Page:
Blog Post

09 May
By: root 0


KEPSA unveiled two key documents on 9th May 2019 at Serena Hotel in Nairobi. The documents included; Third National Business Agenda (NBA-III) and a study report on Corruption Risk Mapping in Kenya’s Private sector.

The NBA-III is KEPSA’s main Public Private Dialogue guiding tool that identifies the priority policy interventions to be pursued in KEPSA engagements with the government of the day and other relevant stakeholders over a period of five years. Therefore, the agenda is aligned with the government’s current development priorities – in this case the Big-4 agenda, MTP-III, the Sustainable development goals, among others.

The NBA-III consists of the following thematic areas; Reinvigorating domestic demand to catalyze growth and stability, Export development and easy access to global markets, and Fostering research, innovation and creativity. The document also focuses on enablers such as: Governance, Sustainable infrastructure development, Land holding, use and management, Leverage on Kenya’s demographic dividend and Sustaining business diversity.

As part of KEPSA’s efforts to support the fight against corruption KEPSA partnered with CIPE to conduct a study aimed at mapping the corruption risk areas in the private sector, and come up with guidelines to enhance compliance with the Bribery Act. From the study, Fraud, bribery, tax evasion and embezzlement were most prevalent forms of corruption with procurement and supply, finance, and accounting, being the most vulnerable areas of business while Transport and Storage, Construction, and Real Estate sectors suffered the highest financial loses. Interestingly, 44% of businesses were not even aware of existence of the Bribery Act or the liability to comply with it. Even so, only 32% of those who were aware expressed understanding of the Act.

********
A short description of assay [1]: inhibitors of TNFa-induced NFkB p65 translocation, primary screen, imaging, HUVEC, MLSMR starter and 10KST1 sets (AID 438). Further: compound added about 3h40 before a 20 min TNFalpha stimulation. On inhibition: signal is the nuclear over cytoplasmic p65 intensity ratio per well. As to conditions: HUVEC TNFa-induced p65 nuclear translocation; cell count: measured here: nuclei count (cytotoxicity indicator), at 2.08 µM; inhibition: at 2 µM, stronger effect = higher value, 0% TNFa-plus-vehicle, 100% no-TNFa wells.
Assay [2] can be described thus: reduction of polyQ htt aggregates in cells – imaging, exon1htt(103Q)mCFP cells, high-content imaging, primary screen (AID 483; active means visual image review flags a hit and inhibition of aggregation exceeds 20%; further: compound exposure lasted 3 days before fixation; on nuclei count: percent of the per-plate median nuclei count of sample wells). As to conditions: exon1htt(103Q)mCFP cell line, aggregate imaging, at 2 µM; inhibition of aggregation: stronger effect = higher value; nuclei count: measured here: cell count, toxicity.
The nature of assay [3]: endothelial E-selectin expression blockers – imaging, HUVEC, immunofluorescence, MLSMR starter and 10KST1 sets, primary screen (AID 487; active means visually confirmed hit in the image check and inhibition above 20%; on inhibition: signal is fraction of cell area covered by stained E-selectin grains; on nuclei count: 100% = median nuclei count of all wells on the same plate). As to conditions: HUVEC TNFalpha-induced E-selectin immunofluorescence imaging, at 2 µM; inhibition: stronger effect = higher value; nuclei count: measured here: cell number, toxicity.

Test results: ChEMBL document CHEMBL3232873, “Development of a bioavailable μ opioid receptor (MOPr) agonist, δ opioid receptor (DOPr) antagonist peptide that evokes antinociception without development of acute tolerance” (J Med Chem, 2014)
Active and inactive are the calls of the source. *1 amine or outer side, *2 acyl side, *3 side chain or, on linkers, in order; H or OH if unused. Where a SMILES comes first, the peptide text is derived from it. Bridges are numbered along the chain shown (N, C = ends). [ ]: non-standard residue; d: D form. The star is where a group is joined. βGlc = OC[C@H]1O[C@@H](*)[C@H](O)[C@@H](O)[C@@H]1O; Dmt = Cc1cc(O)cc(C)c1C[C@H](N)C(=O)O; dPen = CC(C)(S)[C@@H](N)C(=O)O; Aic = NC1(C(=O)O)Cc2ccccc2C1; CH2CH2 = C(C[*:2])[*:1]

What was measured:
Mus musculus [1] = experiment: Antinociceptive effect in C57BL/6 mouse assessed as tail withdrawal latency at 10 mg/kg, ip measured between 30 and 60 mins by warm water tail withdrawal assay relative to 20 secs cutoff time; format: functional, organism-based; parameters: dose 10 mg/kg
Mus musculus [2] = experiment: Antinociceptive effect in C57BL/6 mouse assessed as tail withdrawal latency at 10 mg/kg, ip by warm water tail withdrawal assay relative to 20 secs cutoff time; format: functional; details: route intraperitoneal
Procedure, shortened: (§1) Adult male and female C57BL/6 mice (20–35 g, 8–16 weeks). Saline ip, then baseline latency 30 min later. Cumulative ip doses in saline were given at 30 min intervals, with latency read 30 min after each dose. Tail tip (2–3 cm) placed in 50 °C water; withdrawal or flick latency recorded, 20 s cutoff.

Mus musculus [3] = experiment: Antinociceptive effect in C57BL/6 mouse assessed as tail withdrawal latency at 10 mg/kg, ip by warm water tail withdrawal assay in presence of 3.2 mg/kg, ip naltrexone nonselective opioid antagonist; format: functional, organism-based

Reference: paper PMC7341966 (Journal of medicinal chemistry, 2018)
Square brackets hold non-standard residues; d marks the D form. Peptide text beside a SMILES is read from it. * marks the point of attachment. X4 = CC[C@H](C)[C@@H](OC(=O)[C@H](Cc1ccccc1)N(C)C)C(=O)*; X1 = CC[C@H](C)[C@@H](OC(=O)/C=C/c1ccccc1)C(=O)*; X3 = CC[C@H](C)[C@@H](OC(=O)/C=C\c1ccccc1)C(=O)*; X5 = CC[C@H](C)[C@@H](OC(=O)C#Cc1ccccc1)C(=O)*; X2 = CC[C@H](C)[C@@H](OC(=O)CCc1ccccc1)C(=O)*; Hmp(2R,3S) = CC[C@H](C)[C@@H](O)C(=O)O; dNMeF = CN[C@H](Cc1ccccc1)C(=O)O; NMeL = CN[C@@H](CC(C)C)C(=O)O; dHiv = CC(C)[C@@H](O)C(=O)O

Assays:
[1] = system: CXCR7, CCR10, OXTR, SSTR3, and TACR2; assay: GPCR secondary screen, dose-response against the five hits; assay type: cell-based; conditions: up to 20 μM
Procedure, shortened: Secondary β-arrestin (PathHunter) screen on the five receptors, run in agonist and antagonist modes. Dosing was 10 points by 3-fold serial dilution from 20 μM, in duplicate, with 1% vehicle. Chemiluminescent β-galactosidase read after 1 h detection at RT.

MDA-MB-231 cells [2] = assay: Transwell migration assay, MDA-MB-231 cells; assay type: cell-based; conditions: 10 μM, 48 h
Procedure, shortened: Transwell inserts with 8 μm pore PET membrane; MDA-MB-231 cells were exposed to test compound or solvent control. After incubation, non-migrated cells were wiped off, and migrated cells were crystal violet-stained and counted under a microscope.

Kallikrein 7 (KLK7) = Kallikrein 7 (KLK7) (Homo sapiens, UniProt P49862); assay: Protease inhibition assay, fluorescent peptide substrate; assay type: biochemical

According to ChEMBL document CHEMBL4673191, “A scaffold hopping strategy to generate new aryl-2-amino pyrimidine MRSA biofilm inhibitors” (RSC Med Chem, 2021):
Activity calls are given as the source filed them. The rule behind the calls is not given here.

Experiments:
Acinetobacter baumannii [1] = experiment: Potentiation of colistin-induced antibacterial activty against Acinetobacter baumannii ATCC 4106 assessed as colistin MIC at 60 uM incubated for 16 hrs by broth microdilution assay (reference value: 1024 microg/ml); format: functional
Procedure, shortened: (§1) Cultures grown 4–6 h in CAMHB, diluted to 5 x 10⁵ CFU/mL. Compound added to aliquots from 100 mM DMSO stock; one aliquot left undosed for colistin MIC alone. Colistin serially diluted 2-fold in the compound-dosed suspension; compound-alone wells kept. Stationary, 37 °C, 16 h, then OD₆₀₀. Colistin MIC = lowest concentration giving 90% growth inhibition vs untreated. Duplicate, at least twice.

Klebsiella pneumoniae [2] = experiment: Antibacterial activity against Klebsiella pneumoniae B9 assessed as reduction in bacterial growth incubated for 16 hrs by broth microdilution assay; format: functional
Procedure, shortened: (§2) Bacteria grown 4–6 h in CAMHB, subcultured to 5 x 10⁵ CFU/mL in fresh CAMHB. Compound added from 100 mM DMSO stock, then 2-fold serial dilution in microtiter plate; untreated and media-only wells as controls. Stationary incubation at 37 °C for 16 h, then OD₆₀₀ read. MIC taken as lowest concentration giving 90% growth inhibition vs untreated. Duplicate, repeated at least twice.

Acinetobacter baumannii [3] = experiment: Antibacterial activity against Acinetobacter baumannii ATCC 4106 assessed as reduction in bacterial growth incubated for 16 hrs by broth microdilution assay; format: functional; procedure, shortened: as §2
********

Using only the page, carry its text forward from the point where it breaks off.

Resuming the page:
Overall, 54% of the surveyed respondents agreed to corruption incidences happening in their sectors but 73% had put in place prevention measures chiefly financial and commercial controls such as adequate bookkeeping, auditing, and approval of expenditure, which was viewed as the most effective measure to combat the vice. Other measures adopted included signing the Code of Ethics and Oral briefing to staff and partners to communicate the need to prevent corruption and bribery.

KEPSA also re-launched the Code of Ethics for business in Kenya. This code was developed by KEPSA in 2012 in partnership with the UN Global Compact Kenya Chapter hosted by KAM, to promote ethics and integrity among our members. So far, over 500 members have signed. Furthermore, KEPSA championed for development of Code of Ethics for Suppliers under the Public Procurement Oversight Authority (PPOA) as part of the Public Procurement and Asset Disposal legal requirements.

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